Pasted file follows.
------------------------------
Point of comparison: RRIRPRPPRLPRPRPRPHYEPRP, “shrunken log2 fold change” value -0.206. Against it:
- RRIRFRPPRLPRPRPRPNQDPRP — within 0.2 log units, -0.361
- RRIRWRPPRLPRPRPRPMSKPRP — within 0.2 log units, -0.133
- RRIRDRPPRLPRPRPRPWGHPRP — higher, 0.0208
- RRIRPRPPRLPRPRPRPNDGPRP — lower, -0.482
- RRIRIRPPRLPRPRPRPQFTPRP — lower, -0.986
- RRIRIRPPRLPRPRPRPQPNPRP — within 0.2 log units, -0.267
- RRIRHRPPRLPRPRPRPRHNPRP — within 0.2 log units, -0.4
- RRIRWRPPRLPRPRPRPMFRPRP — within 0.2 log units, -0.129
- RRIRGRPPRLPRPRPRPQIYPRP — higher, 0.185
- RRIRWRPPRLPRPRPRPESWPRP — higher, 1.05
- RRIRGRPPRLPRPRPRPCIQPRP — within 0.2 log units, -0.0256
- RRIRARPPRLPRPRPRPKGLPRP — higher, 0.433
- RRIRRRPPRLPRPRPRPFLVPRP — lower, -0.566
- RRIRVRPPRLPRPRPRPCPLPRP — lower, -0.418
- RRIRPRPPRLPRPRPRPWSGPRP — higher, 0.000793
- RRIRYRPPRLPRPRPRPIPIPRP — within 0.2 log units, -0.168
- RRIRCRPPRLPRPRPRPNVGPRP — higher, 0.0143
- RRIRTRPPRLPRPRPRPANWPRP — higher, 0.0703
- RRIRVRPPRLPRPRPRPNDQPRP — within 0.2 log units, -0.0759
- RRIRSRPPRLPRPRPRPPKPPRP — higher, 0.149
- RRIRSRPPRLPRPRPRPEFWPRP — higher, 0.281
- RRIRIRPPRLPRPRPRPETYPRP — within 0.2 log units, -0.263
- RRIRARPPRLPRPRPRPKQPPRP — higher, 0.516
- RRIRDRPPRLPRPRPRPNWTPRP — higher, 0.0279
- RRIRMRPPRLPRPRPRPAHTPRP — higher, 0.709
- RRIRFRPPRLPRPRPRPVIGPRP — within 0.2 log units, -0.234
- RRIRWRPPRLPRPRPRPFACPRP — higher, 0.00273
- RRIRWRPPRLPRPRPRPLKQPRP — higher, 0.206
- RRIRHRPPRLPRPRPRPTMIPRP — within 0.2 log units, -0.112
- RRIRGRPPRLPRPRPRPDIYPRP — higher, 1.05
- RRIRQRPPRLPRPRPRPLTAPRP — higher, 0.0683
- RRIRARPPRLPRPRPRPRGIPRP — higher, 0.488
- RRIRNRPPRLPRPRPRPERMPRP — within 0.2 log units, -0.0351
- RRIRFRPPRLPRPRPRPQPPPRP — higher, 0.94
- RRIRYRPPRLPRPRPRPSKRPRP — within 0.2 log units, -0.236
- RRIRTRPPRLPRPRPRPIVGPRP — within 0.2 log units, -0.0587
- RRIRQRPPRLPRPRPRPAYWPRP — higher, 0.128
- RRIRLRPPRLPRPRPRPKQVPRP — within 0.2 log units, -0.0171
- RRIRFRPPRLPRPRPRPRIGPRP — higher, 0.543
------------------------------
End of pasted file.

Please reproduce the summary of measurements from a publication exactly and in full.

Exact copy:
Point of comparison: RRIRPRPPRLPRPRPRPHYEPRP, “shrunken log2 fold change” value -0.206. Against it:
- RRIRFRPPRLPRPRPRPNQDPRP — within 0.2 log units, -0.361
- RRIRWRPPRLPRPRPRPMSKPRP — within 0.2 log units, -0.133
- RRIRDRPPRLPRPRPRPWGHPRP — higher, 0.0208
- RRIRPRPPRLPRPRPRPNDGPRP — lower, -0.482
- RRIRIRPPRLPRPRPRPQFTPRP — lower, -0.986
- RRIRIRPPRLPRPRPRPQPNPRP — within 0.2 log units, -0.267
- RRIRHRPPRLPRPRPRPRHNPRP — within 0.2 log units, -0.4
- RRIRWRPPRLPRPRPRPMFRPRP — within 0.2 log units, -0.129
- RRIRGRPPRLPRPRPRPQIYPRP — higher, 0.185
- RRIRWRPPRLPRPRPRPESWPRP — higher, 1.05
- RRIRGRPPRLPRPRPRPCIQPRP — within 0.2 log units, -0.0256
- RRIRARPPRLPRPRPRPKGLPRP — higher, 0.433
- RRIRRRPPRLPRPRPRPFLVPRP — lower, -0.566
- RRIRVRPPRLPRPRPRPCPLPRP — lower, -0.418
- RRIRPRPPRLPRPRPRPWSGPRP — higher, 0.000793
- RRIRYRPPRLPRPRPRPIPIPRP — within 0.2 log units, -0.168
- RRIRCRPPRLPRPRPRPNVGPRP — higher, 0.0143
- RRIRTRPPRLPRPRPRPANWPRP — higher, 0.0703
- RRIRVRPPRLPRPRPRPNDQPRP — within 0.2 log units, -0.0759
- RRIRSRPPRLPRPRPRPPKPPRP — higher, 0.149
- RRIRSRPPRLPRPRPRPEFWPRP — higher, 0.281
- RRIRIRPPRLPRPRPRPETYPRP — within 0.2 log units, -0.263
- RRIRARPPRLPRPRPRPKQPPRP — higher, 0.516
- RRIRDRPPRLPRPRPRPNWTPRP — higher, 0.0279
- RRIRMRPPRLPRPRPRPAHTPRP — higher, 0.709
- RRIRFRPPRLPRPRPRPVIGPRP — within 0.2 log units, -0.234
- RRIRWRPPRLPRPRPRPFACPRP — higher, 0.00273
- RRIRWRPPRLPRPRPRPLKQPRP — higher, 0.206
- RRIRHRPPRLPRPRPRPTMIPRP — within 0.2 log units, -0.112
- RRIRGRPPRLPRPRPRPDIYPRP — higher, 1.05
- RRIRQRPPRLPRPRPRPLTAPRP — higher, 0.0683
- RRIRARPPRLPRPRPRPRGIPRP — higher, 0.488
- RRIRNRPPRLPRPRPRPERMPRP — within 0.2 log units, -0.0351
- RRIRFRPPRLPRPRPRPQPPPRP — higher, 0.94
- RRIRYRPPRLPRPRPRPSKRPRP — within 0.2 log units, -0.236
- RRIRTRPPRLPRPRPRPIVGPRP — within 0.2 log units, -0.0587
- RRIRQRPPRLPRPRPRPAYWPRP — higher, 0.128
- RRIRLRPPRLPRPRPRPKQVPRP — within 0.2 log units, -0.0171
- RRIRFRPPRLPRPRPRPRIGPRP — higher, 0.543